It is one of many signs that Jesus’ disciples still don’t “get it” when they ooh and ah about the beautiful temple that Herod has built. Haven’t they noticed that Jesus doesn’t see Herod as a model ruler? Did they notice that Jesus wrecked havoc in the temple? Did they think about what the gesture might mean? The chief priests most certainly were thinking very hard about it and their thoughts were very hard. If any of the above notions were going through their heads, they might not have been so startled when Jesus predicted that “not one stone will be left here upon another; all will be thrown down.” (Mk. 13: 2)
It is important to realize, as pretty much all biblical scholars have noted, that prophecy is not fortune telling about the future, but is a word of where the present trends are leading unless there is a change of course. For example, many prophets warned that the injustices in their time were destroying the social fabric and were going to lead to a violent end. Throughout his teaching, Jesus gave a threefold set of warnings: 1) Social injustices connected to the temple were unraveling the religious system. (The scribes and Pharisees “devour widows’ houses.” (Mk. 12: 40.) 2) The threat of rebelling against Rome will redound on the Jewish people. 3) The religious leaders and the imperial leaders were on course to commit lethal violence against Jesus, as he warned in the Parable of the Evil Workers in the Vineyard. (Mk. 12: 1–12)
We can see readily enough that the social violence is human violence through and through and it has nothing to do with God. Mark’s Gospel also tells a story of human collective violence directed at one person who is deemed responsible for the social crisis in Judea. If social ills of institutionalized violence and scapegoating are the work of humans and not God, what about the apocalyptic violence in Mark 13? Jesus does mention earthquakes, which are natural disasters and not God’s doing, but mostly Jesus warns of “wars and rumor of wars,” and nations rising against nation. (Mk. 13: 7–8) Once again, we have human acts, only on a grander scale. Here we have Jesus’ warning of the ineluctable results of staging a violent rebellion against Rome. This violence causes social ties to break down to the extent that “brother will betray brother to death, and a father his child, and children will rise against parents and have them put to death.” (Mk. 13: 12) Jesus then warns of being handed over to councils and then standing “before governors and kings.” (Mk. 13: 9) The chaotic violence circles back to collective violence against a few victims. The technical term for religious cataclysmic literature is “apocalypse,” which means unveiling. Many people think that apocalyptic literature reveals God, but actually it reveals the truth of human violence.
In this analysis of violence, I have been greatly helped by the French thinker René Girard who argued that from the dawn of civilization, there has been a tendency of humans to solve social problems by suddenly gaining up on a victim or a small group of victims with lethal results. The peace following each gruesome episode was so dramatic that it was seen as an “act of god.” It is no wonder that societies founded on collective violence would be sustained by ongoing social violence. There is no time to explain Girard’s arguments further, but it is worth noting that all the Gospels end with the story of the collective murder of Jesus while stressing the human action that caused it. Girard also warns us that although the Gospel Story has opened the way to renewing society through concern for previously overlooked victims, it also greases the breaks that collective violence had previously put on social crises with the result that such crises spin out of control with no end in sight. This is precisely what we see going on all around us as I speak.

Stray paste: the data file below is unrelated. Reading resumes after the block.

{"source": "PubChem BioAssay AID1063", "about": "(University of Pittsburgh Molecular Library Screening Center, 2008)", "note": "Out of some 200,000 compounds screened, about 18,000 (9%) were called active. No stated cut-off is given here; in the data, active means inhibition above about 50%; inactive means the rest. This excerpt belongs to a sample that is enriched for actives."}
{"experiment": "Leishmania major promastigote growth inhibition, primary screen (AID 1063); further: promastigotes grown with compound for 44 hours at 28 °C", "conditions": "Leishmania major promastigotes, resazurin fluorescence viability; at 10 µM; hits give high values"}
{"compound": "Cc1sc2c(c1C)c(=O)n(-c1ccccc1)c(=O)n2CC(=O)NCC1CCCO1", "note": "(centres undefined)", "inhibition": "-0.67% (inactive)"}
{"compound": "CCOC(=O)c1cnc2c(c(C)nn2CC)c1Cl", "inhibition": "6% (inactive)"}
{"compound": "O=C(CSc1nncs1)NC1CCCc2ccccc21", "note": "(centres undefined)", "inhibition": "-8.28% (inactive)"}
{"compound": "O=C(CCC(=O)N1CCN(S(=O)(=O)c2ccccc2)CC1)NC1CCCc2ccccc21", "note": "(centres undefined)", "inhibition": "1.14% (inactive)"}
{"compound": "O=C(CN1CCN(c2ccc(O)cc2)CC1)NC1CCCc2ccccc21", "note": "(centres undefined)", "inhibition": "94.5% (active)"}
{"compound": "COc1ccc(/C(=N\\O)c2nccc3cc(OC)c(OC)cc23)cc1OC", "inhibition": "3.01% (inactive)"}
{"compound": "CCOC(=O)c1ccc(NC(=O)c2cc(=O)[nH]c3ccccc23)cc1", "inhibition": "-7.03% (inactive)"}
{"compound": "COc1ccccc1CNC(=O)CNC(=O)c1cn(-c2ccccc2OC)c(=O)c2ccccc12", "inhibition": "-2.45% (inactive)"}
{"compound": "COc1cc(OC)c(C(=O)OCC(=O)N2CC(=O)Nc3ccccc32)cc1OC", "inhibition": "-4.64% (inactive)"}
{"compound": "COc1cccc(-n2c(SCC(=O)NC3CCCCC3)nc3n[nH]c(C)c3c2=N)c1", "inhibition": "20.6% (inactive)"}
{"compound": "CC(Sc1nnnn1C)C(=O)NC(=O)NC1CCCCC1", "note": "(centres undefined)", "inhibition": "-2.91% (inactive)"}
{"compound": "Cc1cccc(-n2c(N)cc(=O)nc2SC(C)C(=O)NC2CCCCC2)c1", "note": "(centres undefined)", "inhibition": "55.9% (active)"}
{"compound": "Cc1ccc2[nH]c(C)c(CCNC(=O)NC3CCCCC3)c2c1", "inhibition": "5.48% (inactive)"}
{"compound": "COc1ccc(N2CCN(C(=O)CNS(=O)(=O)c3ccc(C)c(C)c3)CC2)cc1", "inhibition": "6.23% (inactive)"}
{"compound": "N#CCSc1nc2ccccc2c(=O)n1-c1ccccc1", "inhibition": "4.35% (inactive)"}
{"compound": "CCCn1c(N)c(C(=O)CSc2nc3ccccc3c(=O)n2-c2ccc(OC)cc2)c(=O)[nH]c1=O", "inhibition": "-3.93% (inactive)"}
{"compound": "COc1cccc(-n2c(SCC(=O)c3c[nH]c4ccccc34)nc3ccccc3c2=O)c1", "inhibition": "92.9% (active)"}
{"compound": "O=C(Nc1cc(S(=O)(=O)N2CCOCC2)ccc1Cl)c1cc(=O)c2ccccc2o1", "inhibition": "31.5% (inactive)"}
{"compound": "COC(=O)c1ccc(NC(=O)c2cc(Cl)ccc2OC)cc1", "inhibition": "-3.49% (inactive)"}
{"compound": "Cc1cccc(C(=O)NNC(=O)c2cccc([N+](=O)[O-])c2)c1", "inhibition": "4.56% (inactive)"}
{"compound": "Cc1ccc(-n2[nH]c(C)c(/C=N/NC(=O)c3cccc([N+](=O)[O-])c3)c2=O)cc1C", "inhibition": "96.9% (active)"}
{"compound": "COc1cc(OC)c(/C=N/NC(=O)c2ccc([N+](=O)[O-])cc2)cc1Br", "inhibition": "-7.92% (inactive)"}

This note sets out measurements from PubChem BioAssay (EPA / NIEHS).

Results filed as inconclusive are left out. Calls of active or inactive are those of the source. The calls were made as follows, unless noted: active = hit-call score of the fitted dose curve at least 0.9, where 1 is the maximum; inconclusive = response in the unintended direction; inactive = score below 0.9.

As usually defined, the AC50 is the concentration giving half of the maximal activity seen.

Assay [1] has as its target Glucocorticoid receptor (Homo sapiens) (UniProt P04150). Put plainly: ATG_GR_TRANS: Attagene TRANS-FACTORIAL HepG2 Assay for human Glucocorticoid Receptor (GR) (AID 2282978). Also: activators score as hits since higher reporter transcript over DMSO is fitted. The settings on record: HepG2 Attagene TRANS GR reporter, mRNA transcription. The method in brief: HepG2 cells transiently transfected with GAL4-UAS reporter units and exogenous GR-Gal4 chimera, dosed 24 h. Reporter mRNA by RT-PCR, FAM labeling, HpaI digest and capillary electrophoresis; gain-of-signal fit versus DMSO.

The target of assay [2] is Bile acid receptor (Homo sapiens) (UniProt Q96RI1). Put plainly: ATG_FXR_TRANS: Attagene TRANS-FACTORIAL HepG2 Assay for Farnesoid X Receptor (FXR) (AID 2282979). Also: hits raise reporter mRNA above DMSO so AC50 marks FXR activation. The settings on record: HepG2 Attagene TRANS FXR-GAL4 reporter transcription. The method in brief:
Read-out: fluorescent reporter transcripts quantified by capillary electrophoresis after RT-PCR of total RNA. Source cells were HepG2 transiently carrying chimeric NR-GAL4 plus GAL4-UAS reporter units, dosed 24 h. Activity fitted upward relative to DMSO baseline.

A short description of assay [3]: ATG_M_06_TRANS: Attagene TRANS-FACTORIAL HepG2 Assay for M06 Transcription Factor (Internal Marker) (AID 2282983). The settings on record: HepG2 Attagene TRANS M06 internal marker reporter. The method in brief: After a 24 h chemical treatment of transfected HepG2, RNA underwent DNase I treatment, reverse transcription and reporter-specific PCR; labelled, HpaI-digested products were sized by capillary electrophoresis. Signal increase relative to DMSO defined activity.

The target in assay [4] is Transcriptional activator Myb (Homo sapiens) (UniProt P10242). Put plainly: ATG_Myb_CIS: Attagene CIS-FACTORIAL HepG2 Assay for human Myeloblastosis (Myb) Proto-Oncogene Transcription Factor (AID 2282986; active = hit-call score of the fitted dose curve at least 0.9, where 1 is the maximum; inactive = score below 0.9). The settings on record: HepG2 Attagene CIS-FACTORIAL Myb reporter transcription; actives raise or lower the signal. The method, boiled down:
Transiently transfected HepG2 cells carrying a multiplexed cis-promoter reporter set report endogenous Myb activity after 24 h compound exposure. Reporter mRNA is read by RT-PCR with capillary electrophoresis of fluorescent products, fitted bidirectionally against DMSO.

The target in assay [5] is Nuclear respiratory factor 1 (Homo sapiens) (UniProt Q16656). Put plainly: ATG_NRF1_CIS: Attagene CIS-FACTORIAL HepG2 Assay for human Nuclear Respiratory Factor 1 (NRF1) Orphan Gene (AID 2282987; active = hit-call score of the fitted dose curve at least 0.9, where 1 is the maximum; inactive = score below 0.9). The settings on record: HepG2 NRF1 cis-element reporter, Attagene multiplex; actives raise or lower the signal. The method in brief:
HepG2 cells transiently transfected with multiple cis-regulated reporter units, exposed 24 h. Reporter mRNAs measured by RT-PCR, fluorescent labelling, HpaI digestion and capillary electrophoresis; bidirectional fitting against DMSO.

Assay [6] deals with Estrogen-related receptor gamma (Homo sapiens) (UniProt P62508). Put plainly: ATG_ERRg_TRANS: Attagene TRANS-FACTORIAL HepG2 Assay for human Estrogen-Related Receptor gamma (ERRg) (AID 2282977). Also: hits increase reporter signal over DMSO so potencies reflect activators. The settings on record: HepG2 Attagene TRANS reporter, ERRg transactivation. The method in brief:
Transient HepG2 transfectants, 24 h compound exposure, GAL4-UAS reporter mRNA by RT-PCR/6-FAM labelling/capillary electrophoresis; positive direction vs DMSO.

Although Jesus’ warnings about violence include violence that one might suffer, such as the violence Jesus suffered and his followers would suffer in the future, the warnings mostly concern inflicting violence upon others. That is, he is warning his listeners to refrain from the violence of social injustice, the violence of collective violence against a victim, and the violence of social upheaval that will only escalate violence. There is much fully justified therapeutic concern for victims of violence, but the trauma of committing violence is also severe. In fact, on a spiritual level, it is more devastating. What is so tragic about the trauma of inflicting violence is that so often one thinks that it is violence that reveals God. Jesus is telling us that we need to make a 180-degree turn to see God. An oppressive social order where some people are perpetual victims is not a God-given order. As Matthew 25 show us clearly, God is seen only in the victims of such a social order. Others turn to the social chaos of social upheaval, proclaiming that God is in the violence. But in Mark, Jesus makes it clear that God has nothing to do with the violence. The designated disrupter of the social order is the one believed to be designated by God for death or exile. In Isaiah, the people thought that the “Suffering Servant” was “stricken by God.” (Is. 53: 4) Mark tells us at the end of the Gospel that God is seen in a man dying in agony and despair on a cross. Keeping our attention fixed there will be our only defense before the powerful, which isn’t much of a defense. But it is the only way we can point to God in a world that is falling apart. Any other way will leave us with not one stone left upon another.
For introductory essays on René Girard, see: